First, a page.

I really hope they read this thread and wake up to themselves, have they just been watching Mean Girls and are using it as a lifestyle coaching guide?!
  • full-time-mum
    I hate secret santa. I've always spent time and energy looking for something nice and suitable for the recipient within budget by looking for good deals etc.
    I don't think I have ever received anything other than gifts that look like things my secret santa has been given in the past and doesn't want.
    I think the idea is lovely but it only works in very special circumstances and usually causes so many problems in the majority of cases that I try and avoid them like the plague.
    7 Angel Bears for LovingHands Autumn Challenge. 10 KYSTGYSES. 3 and 3/4 (ran out of wool) small blanket/large square, 2 premie blankets, 2 Angel Claire Bodywarmers
    • pennypinchUK
    • By pennypinchUK 31st Oct 12, 12:20 PM
    • 382 Posts
    • 732 Thanks
    So last year everyone agreed to a £15 limit, and everyone (except you) ignored it. Sounds like you're being precious...why not simply rip in to them about the absurdity of their "limit", and congratulate yourself to anyone and everyone about your success in keeping to the rules.
    • JBFAN
    • By JBFAN 31st Oct 12, 12:30 PM
    • 10 Posts
    • 13 Thanks
    We do Secret Santa at work, but we also then guess who bought it. Some people always overspend, and some don't spend enough - but it's getting an appropriate gift that is appreciated, not how much was spent. I've got the reputation for getting a bargain for my buck, and therefore if people get something unexpected or a collection of little items they always think it's me; now some people might buy something that was £15 and reduced to £7.50 and stick with that;I would go and spend the other £7.50. Also some people ordering off of the internet include postage charges in their allotted budget, and some add it on. What I'm saying is that I don't know how anyone could know what has been spent, because the same item from two shops, or online could vary wildly. The point is they are at fault for overspending, not you, so I would say stick to the budget; afterall that's what its for.
    Last edited by JBFAN; 31-10-2012 at 12:34 PM.
    • gaily
    • By gaily 31st Oct 12, 12:37 PM
    • 188 Posts
    • 157 Thanks
    How Much???
    Our Secret Santa is always £5, and usually has a theme - silly, romantic, colour themed etc - just for a laugh.

    However, this year, we are doubling it - but not for each other.

    Our company is supporting a kids charity this year, for kids who may not get a present if not for the charities work. (I understand that sometimes the parents will actually give the kids the Charity presents as if they were from them as they are so hard up)

    Therefore this year, I advocate going over the limit within reason, but if you work in an office - have a budget and stick to it. £15 would buy a nice SPA treat for someone. You can always say it cost more, or give them the full rather than discounted rate (but where's the secret in that!)

    If you're interested, our supported charity is KIND Liverpool
    Always on the hunt for a bargain. :rolleyes:

    Always grateful for any hints, tips or guidance as to where the best deals are
  • wanchai
    Head over to the Grabbit board and get something that *should* cost £15 for a fiver, and keep the change, or give it to charity! They sound like a bunch of b*tches who haven't moved on from the schoolyard.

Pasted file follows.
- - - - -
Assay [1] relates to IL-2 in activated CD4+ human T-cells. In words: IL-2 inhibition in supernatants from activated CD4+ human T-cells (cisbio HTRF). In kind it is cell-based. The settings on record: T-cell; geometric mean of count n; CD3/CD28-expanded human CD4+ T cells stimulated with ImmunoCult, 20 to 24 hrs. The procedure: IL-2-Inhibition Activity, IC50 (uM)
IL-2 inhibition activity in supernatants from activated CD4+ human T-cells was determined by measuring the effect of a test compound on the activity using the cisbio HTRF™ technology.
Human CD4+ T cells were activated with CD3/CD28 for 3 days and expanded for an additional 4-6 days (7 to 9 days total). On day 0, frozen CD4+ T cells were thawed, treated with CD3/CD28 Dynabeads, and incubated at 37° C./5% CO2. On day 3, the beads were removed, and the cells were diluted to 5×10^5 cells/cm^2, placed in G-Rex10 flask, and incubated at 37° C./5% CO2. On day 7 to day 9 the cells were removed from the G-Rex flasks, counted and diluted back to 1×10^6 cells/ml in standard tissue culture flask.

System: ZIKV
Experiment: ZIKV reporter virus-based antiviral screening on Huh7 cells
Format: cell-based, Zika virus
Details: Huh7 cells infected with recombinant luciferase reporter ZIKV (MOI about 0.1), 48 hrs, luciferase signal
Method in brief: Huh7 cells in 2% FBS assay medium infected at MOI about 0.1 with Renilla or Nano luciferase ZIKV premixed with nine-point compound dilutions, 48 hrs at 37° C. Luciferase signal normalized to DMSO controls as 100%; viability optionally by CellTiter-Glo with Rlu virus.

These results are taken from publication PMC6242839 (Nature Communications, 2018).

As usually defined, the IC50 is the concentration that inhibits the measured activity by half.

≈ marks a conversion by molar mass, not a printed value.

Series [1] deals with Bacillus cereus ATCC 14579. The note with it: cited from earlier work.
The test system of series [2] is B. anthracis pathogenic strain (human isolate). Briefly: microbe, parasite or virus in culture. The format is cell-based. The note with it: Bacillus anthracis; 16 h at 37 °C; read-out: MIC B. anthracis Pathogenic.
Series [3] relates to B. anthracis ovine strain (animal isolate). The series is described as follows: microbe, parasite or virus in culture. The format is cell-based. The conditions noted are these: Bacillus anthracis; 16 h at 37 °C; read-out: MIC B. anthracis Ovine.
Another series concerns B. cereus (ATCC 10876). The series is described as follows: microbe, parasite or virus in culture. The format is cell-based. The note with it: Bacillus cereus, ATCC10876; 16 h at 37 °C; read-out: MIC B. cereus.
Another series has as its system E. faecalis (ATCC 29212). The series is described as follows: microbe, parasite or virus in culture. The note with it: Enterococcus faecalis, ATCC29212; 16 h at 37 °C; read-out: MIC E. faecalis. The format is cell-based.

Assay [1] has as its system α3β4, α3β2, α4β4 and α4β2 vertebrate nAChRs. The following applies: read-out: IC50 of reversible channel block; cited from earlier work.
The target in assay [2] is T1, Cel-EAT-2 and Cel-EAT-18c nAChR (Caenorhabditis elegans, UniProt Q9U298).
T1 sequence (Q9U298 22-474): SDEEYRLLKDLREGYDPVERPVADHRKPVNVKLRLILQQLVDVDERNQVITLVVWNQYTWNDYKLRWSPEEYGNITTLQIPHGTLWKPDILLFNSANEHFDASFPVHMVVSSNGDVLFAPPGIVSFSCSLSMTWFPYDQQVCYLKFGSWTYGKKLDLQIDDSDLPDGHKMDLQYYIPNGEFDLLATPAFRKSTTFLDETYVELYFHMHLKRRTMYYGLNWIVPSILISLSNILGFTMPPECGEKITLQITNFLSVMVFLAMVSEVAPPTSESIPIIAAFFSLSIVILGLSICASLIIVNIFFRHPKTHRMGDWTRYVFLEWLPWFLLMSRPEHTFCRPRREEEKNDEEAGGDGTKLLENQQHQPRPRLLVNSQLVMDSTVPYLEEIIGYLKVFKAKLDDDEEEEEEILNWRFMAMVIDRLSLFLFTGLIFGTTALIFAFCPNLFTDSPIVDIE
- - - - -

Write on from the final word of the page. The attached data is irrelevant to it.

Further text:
7 Feb 2012: 10st7lbs 14 Feb: 10st4.5lbs 21 Feb: 10st4lbs * 1 March: 10st2.5lbs 13 March: 10st3lbs (post-holiday) 30 March: 10st1.5lbs 4 April: 10st0.75lbs * 6 April: 9st13.5 lbs 27 April 9st12.5lbs * 16 May 9st12lbs * 11 June 9st11lbs * 15 June 9st9.5lbs * 20 June 9st8.5lbs 27 June 9st8lbs * 1 July 9st7lbs * 7 July 9st6.5lbs
  • Panda 56
    How about suggesting everyone contribute to an NHS lottery syndicate for 2013. That way the money does some good and if you win, you all win together. Just a thought.
    • Barryfan
    • By Barryfan 31st Oct 12, 1:23 PM
    • 60 Posts
    • 60 Thanks
    The clue is in the name - Secret Santa. £15 seems high to me, we do £5 and no-one knows who has bought what. We write down the names of everyone who wants to take part, then these are drawn out by each participant (in secret) so no-one knows who is buying for who - makes much more sense. I would let your colleagues know that you intend to stick to the budget even if they don't - if you get called names again then don't take part next year and tell them why!
    • RuthnJasper
    • By RuthnJasper 31st Oct 12, 1:32 PM
    • 3,604 Posts
    • 8,638 Thanks
    I find it absolutely disgusting that the poor OP was slated by her colleagues for her gift last year. The avaricious bints in her office should be grateful for what they receive.

    Our office limit is £5, and I usually get something small and quirky from or similar.

    I think that if it gets to the point where it's become a chore, humiliating, or a source of contention then it's not worth doing. Just go out for Friday night drinkies after work instead and forget the presents.
    • Surfer
    • By Surfer 31st Oct 12, 1:42 PM
    • 342 Posts
    • 82 Thanks
    In the past I have opted out of it by saying I was from another faith as I hate having things forced on me even though I am of the Christian faith. Stick to your £15 and if you are teased, don't do it next year and opt out!
    • snowleopard61
    • By snowleopard61 31st Oct 12, 1:49 PM
    • 770 Posts
    • 1,593 Thanks
    Like almost everyone else on this thread, I think £15 is incredibly expensive for a Secret Santa, and that the OP's colleagues were ungrateful and rude to describe her as a Scrooge - and for sticking to the limit, too, when that's surely the whole point of the limit.

    The easy way out is to spend £15 for something that's reduced and originally cost more. A better would be a strict limit so that this doesn't happen again, and a better still would be a £5 limit all round and a £10 donation to the donor's own choice of charity.
    Life is mainly froth and bubble
    Two things stand like stone ó
    Kindness in anotherís trouble,
    Courage in your own.
    Adam Lindsay Gordon